Giovanni Grasso was another leading Sicilian actor (1873-1930). He grew up in a family of puppeteers. Especially remembered is his acting in Sperduti nel buio, a silent movie by Nino Martoglio in 1914. The movie is about two vagabonds, the blind Nunzio (Grasso) and Paolina (Virginia Balistrieri), a girl disinherited by her father, the Duke of Venice, and exploited by gangsters. Nunzio eventually manages to save the girl.
Turi Ferro (1921-2001) is one of our much praised actors. Mainly known as theatre actor he was also committed to cinema, playing in Un uomo da bruciare by the Taviani brothers and Valentino Orsini in 1965; Malizia (Malicious) by Salvatore Samperi in 1973; Il lumacone, 1975, by Paolo Cavara also starring Agostina Belli and Ninetto Davoli; Il Turno, 1981, by Tonino Cervi also starring Laura Antonelli, Vittorio Gassman and Paolo Villaggio; in Novella Siciliana, 1988, by Wolf Gaudlitz also starring Hilmar Thate and Massimo Bonetti.
Unforgettable is Palermo’s comedy team of actors composed of Franco Franchi and Ciccio Ingrassia, giving life to over one hundred movies.
The cinema owes much to Sicilian literary tradition, that to some extent has influenced all the film makers here mentioned.
Giovanni Verga, an outstanding Sicilian novelist and playwright, and primary exponent of Verismo literary movement, have inspired many films. His Storia di una Capinera was made into a movie by Giuseppe Sterni in 1917, by Gennaro Righelli in 1945 – starring Marina Berti, Claudio Gora and Tina Lattanzi – and, more recently, by Zeffirelli. Most famous is the cinematographic adaptations of La Cavalleria Rusticana (Rustic Chivalry). The action passes in a tiny village near Catania in Sicily. Turiddu, conscripted, having served in the army for two years, returns to find that his promised wife, Lola, has forgotten him and has married the carter, Alfio. Out of spite, he woos an orphan girl in the village, Santuzza, and betrays her. Lola, jealous, receives him again as her lover and he deserts Santuzza. She, about to give birth to a child, begs him to marry her, for she still adores her betrayer, when he scorns her and goes off again with Lola. The girl, mad with jealousy, hastens to tell the carter of the relation his wife has with Turiddu; a barbarous duel with knives follows, and Turiddu is killed. The work was made into a movie twice in 1916, by Ubaldo Maria del Colle and by Ugo Falena. Two more adaptations followed in 1924 by Mario Gargiuolo and in 1939 by Amleto Palermi starring Isa Pola, Carlo Ninchi, Doris Duranti and Leonardo Cortese.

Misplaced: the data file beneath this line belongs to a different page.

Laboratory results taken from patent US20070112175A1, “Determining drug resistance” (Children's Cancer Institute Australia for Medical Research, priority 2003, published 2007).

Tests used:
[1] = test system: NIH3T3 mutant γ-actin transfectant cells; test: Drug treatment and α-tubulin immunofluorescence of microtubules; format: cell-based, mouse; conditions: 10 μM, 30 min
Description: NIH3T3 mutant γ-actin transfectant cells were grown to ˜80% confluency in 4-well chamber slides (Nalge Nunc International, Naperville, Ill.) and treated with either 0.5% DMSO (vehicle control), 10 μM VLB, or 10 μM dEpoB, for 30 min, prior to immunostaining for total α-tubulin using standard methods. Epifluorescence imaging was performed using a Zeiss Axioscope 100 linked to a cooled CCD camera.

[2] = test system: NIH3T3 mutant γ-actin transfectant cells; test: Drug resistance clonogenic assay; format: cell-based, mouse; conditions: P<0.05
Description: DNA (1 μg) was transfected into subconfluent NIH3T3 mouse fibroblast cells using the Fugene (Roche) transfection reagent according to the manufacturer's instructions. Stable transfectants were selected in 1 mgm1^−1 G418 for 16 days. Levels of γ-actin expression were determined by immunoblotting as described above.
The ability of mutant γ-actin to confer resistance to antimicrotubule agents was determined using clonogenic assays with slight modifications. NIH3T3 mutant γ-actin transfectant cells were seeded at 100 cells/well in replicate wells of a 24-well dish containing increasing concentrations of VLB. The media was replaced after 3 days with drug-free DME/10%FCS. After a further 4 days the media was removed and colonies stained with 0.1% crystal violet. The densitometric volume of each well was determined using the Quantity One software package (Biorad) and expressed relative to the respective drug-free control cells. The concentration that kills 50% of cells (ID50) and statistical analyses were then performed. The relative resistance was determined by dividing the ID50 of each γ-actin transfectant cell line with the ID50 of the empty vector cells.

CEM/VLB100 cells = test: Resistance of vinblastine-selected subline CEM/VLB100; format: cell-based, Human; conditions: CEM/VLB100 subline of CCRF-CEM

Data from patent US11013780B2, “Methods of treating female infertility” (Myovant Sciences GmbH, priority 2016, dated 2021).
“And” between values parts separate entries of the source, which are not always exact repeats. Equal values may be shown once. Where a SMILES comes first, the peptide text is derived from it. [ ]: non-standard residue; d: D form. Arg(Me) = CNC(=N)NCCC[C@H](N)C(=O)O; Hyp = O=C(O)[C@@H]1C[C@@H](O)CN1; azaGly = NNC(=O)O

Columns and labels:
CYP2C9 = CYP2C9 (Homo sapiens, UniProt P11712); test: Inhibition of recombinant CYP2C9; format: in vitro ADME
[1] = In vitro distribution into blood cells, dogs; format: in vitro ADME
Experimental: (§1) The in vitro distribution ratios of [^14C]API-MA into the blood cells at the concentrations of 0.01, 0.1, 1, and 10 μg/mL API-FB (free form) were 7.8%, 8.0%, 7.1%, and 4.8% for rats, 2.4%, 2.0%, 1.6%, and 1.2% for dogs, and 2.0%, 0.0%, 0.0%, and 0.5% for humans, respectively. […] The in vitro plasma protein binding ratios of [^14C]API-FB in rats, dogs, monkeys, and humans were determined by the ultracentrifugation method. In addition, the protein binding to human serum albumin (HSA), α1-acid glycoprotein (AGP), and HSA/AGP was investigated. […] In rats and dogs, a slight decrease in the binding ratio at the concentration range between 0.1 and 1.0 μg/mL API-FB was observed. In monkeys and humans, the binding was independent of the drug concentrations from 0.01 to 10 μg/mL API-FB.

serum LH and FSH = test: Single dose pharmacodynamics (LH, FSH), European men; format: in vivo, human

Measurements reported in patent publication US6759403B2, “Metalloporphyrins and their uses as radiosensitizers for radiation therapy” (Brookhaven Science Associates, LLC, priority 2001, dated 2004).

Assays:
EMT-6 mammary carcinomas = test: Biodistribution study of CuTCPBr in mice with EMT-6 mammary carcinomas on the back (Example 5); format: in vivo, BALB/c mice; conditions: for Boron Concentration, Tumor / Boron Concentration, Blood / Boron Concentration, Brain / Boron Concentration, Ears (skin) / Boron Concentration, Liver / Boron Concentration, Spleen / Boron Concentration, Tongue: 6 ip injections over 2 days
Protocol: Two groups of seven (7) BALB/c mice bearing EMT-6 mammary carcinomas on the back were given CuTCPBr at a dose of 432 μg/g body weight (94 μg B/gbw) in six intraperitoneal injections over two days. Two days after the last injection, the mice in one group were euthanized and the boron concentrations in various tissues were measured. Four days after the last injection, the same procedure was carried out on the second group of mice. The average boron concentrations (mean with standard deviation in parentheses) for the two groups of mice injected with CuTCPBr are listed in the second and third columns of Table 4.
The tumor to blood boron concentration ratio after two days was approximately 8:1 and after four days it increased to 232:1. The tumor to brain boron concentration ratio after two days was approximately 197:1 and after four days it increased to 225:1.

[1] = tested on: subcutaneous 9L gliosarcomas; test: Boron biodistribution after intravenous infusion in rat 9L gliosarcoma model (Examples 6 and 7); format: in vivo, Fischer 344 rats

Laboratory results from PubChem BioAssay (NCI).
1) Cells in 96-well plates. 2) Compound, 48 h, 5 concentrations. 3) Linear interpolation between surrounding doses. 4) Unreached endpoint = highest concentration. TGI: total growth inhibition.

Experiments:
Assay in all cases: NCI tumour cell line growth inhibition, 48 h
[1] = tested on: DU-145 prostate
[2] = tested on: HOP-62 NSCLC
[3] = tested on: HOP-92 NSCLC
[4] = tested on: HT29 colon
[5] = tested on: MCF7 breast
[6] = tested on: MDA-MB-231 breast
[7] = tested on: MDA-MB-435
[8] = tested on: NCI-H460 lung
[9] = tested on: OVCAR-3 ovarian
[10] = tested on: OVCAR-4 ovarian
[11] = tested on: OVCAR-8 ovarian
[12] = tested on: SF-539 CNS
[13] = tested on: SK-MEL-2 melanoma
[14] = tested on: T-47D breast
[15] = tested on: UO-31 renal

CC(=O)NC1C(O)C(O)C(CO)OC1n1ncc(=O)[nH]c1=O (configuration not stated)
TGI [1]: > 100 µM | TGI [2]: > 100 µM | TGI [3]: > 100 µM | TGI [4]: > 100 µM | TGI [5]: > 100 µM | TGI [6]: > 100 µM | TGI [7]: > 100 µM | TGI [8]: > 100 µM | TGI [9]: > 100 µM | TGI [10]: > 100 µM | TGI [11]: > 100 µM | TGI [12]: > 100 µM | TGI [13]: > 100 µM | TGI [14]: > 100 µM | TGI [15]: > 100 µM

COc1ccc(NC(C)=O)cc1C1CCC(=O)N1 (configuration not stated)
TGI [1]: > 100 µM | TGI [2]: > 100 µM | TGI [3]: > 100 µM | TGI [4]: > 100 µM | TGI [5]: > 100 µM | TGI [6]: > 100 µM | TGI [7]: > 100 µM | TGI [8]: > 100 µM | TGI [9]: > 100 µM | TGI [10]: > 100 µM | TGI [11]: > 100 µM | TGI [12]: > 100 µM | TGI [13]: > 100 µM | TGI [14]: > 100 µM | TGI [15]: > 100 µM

In 1948, Luchino Visconti adapted Verga’s well-known novel I Malavoglia (The Malavoglia Family) into his La terra trema (The earth trembles), telling the story of ‘Ntoni Valastro and his family of fishermen.
The nobel prize Luigi Pirandello became increasingly interested in cinema. He wrote articles and held numerous conferences on the subject. Director Walter Ruttmann based his Steel on a subject by the writer. Liolà was made into a movie in 1964 by Alessandro Blasetti and starred Ugo Tognazzi, Pierre Brasseur and Giovanna Ralli; Kaos was adapted in 1984 by Paolo and Vittorio Taviani who casted Margarita Lozano, Massimo Bonetti, Franchi and Ingrassia. Steno filmed L’uomo, la bestia e la virtù casting famed actors like Totò, Orson Welles and Viviane Romance. Il fu Mattia Pascal (The late Mattia Pascal) was adapted by Marcel L’Herbier in 1925 and by Mario Monicelli, more recently in Le due vite di Mattia Pascal.
Other interesting cinematographic adaptations were made of Leonardo Sciascia’s A ciascuno il suo, in 1967 by Elio Petri, starring Gian Maria Volontè, Irene Papas and Gabriele Ferzetti; Il giorno della civetta, in 1968, by Damiano Damiani starring Franco Nero, Claudia Cardinale and Lee J. Cobb; Porte aperte by Gianni Amelio in 1990 featuring Gian Maria Volontè, Ennio Fantastichini and Vitalba Andrea; Una storia semplice by Emilio Greco, 1991, a BBE International-Bonivento Production, starring Gian Maria Volontè, Ennio Fantastichini, Ricky Tognazzi and Massimo Ghini. Sciascia himself recognized his debt to cinema which in turn thanks him for having provided amazing mafia, political and social intrigues.
Vitaliano Brancati, a well-known writer, critic, playwright and screen writer, is another important son of Sicily. Born at Pachino, Siracusa, he published the tale Il vecchio con gli stivali, later adapted into the well known Anni difficili by director Luigi Zampa, shot in Modica and Ragusa, starring Ave Ninchi, Umberto Spadaro and Massimo Girotti. Zampa also adapted Brancati’s Anni Facili in 1953 and L’arte di arrangiarsi in 1955, showing one of the earliest examples of political and social satyre. Noteworthy is Paolo il caldo from a novel by Brancati, directed by Marco Vicario and starring Giancarlo Giannini, Rossana Podestà, Gastone Moschin, Marianne Comtell, Ornella Muti, Fermi Benussi, Neda Arneric, Riccardo Cucciolla, Adriana Asti, Vittorio Caprioli and Lionel Stander. Finally, there is the celebrated Il bell’Antonio, starring the unforgettable Marcello Mastroianni, Claudia Cardinale and Pierre Brasseur, directed by Mauro Bolognini, 1960. This is a darkly ironic portrait of Sicilian machismo. A Sicilian playboy becomes temporarily impotent on the night of his wedding, and has to suffer the scorn and ridicule of his neighbors.